Rising local employment rates, more industrial prospects and plenty of national attention over the past year have created a more promising economic forecast for Danville and Boyle County.
Eighteen industrial businesses are employing about 9.4 percent more people than they were a year ago, according to a reporter’s audit of quarterly reports compiled by the Boyle County Industrial Foundation and the Danville/Boyle County Economic Development Partnership.
The employment outlook is also optimistic in other counties. Kentucky was ranked second in the nation for job growth over the past year, according to numbers from the U.S. Bureau of Labor Statistics. As of October, Kentucky had 47,000 new jobs available, a 2.6 percent increase from 2011.
Danville and Boyle County had two “once-in-a-lifetime opportunities” in 2012 with the 150th anniversary commemoration of the Battle of Perryville and the vice-presidential debate held at Centre College, said Jody Lassiter, EDP president. Those events did not necessarily create long-term jobs for people. But as a result of the international media attention, more people, including entrepreneurs, have their eyes on Danville, Lassiter said.
By the end of the summer, Danville will be the smallest city in the United States to have a Cheddar’s franchise. Two additional franchise restaurants are slated to come to the bypass area in 2013 and two locally-owned food service businesses are scheduled to open in the downtown area, according to Lassiter, who declined to identify the businesses.
One chain restaurant such as Cheddar’s could employ as many as 200 people in a range of part-time and full-time positions, some of which do not require extensive work experience or education, he said.
Boyle County’s “Work Ready Community” status is another factor that should help bring more businesses back to the area in 2013, Lassiter said. Four industrial companies are seriously interested in bringing some of their operations to Danville, he said, again declining to name the prospects.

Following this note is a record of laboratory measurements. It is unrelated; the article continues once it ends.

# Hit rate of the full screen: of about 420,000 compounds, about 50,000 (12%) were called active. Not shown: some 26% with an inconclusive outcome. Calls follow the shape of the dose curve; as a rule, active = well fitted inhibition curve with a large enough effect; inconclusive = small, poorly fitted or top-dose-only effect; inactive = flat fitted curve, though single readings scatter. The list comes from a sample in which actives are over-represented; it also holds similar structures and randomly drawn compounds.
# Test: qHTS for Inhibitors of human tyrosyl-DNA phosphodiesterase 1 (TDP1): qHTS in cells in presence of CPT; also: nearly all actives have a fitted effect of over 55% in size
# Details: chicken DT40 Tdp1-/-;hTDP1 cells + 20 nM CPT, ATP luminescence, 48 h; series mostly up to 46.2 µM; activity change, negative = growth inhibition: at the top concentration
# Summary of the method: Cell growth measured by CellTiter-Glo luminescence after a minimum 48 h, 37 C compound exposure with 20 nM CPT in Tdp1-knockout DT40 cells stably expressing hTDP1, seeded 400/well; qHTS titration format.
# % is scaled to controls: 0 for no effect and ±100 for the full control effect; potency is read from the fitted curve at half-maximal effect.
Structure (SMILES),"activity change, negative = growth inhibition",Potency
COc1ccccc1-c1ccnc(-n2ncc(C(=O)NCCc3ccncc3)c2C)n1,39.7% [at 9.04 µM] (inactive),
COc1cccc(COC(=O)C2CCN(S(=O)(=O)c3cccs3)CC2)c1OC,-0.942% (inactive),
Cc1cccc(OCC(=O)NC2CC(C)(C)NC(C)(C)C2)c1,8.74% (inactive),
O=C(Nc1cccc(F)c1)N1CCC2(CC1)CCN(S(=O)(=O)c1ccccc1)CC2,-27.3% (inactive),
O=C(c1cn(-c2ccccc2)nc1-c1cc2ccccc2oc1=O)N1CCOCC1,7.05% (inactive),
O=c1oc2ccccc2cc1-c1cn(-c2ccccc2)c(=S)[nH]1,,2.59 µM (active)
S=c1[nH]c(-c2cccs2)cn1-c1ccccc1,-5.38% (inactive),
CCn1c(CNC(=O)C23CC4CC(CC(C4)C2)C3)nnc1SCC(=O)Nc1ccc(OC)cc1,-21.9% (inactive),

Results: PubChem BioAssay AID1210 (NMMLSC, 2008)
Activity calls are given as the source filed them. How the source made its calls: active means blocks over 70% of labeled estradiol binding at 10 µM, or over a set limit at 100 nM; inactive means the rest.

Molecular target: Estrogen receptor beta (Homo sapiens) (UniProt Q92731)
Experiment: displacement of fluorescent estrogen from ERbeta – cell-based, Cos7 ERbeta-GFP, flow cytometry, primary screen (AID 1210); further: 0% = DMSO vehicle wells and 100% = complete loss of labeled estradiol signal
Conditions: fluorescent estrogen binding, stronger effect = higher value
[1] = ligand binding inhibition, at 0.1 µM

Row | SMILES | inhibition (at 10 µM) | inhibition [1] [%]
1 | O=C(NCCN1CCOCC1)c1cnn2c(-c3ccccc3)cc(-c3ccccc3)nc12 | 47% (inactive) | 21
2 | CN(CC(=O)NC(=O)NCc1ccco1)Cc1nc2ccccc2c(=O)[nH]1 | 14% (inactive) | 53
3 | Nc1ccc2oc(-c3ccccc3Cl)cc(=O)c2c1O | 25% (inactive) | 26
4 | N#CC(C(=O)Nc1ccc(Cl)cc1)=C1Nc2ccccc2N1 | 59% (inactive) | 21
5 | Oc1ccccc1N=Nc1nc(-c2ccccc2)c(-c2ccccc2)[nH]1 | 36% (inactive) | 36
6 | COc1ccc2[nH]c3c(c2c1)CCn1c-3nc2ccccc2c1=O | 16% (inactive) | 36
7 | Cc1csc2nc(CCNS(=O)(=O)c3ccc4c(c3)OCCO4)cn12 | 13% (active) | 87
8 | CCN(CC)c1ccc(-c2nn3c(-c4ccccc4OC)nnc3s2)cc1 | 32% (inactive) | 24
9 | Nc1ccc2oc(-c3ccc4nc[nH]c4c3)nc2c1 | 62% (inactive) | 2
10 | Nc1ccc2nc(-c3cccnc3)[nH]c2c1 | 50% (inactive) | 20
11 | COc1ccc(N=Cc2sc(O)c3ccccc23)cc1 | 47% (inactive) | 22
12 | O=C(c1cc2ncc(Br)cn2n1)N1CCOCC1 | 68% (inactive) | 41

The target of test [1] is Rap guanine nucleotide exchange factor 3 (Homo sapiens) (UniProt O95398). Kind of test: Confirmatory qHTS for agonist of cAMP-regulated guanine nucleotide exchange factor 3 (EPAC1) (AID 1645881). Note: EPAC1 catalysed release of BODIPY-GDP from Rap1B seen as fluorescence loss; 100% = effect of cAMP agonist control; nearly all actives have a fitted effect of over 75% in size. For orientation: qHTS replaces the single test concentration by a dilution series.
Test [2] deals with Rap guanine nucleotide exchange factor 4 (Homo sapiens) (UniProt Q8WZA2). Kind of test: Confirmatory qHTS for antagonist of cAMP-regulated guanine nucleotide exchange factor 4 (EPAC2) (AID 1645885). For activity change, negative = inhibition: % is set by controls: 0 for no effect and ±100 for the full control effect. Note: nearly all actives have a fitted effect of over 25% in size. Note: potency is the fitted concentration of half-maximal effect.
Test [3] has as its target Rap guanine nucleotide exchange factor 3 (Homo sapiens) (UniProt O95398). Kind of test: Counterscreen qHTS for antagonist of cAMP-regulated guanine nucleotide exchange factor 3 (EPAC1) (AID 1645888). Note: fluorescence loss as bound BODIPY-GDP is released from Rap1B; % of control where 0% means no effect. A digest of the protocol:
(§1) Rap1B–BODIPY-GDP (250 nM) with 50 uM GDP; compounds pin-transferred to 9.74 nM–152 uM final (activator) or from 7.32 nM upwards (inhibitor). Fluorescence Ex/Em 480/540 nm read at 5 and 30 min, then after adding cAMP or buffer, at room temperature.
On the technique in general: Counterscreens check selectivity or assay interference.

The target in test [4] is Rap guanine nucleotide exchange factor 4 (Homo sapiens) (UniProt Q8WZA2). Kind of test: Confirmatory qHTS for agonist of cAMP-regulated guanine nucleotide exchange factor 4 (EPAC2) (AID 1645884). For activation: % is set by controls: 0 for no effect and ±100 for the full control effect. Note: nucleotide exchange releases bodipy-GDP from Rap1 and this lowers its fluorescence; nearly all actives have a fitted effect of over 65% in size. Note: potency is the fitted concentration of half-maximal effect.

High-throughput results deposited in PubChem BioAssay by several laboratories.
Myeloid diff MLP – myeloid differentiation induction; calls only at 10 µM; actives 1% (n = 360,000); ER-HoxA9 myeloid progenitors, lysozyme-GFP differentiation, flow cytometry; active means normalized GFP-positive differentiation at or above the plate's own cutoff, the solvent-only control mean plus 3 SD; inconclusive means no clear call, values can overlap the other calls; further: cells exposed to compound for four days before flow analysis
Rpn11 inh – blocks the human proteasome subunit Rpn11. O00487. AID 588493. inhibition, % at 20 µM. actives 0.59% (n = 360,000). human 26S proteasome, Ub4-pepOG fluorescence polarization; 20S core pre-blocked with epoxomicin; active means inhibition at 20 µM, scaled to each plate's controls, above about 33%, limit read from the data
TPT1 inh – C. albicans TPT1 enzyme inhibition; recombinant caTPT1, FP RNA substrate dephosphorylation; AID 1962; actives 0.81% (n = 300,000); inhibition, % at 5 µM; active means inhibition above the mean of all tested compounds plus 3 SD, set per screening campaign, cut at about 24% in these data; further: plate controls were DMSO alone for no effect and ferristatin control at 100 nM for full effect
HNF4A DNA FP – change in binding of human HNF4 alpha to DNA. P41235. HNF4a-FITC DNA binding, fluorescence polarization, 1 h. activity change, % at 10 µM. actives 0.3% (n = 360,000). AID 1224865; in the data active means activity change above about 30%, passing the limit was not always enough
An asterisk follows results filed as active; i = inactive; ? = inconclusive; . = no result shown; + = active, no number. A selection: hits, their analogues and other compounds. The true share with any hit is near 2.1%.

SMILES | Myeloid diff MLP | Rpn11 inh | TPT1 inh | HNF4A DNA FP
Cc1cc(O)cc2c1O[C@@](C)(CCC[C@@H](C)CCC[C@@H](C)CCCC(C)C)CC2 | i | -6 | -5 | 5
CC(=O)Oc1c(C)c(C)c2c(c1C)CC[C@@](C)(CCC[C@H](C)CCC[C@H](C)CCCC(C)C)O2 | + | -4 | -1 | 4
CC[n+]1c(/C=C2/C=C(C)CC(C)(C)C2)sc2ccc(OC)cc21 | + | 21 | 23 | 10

The EDP and the Chamber of Commerce have partnered so the organizations can offer more workforce training, especially concerning industry. If industries start coming back to the area, Lassiter hopes people who wish to work will take the right steps to become more gainfully employed. Businesses creating jobs and officials increasing workforce training in any community will not instantly improve the lives of the under-employed or unemployed if people do not have a good work ethic or are unable to give up self-destructive habits, Lassiter said.
Drug screening is a long-standing part of the application process for industrial jobs and is also becoming more of a standard in other sectors, especially restaurants and stores. While employment locally and statewide has increased, so has drug use. Lassiter acknowledged that untreated substance abuse issues could present a problem for some people who might otherwise qualify for an industrial job.
“Prescription drug abuse is a problem that is shattering families in every corner of the commonwealth and it is preventing Kentucky from being all that it can be,” said Attorney General Jack Conway in a recent press release.
Though no one has the power to instantly end any economic or social problems, life for many Kentuckians today is more hopeful than it was even just a year ago.
The state is now adding jobs at the same pace as the pre-recession period, economist Manoj Shanker of the state Office of Employment and Training stated in a press release.
Job growth also garnered first place on Gov. Steve Beshear’s “Top 10 Accomplishments of 2012,” which was released Thursday.
“I’m proud of the work we have done this year to help our families recover from tough times, from prescription drug abuse to tornadoes,” Beshear said.
“We remain focused on the goals we brought into the administration – to create new jobs and keep them here.”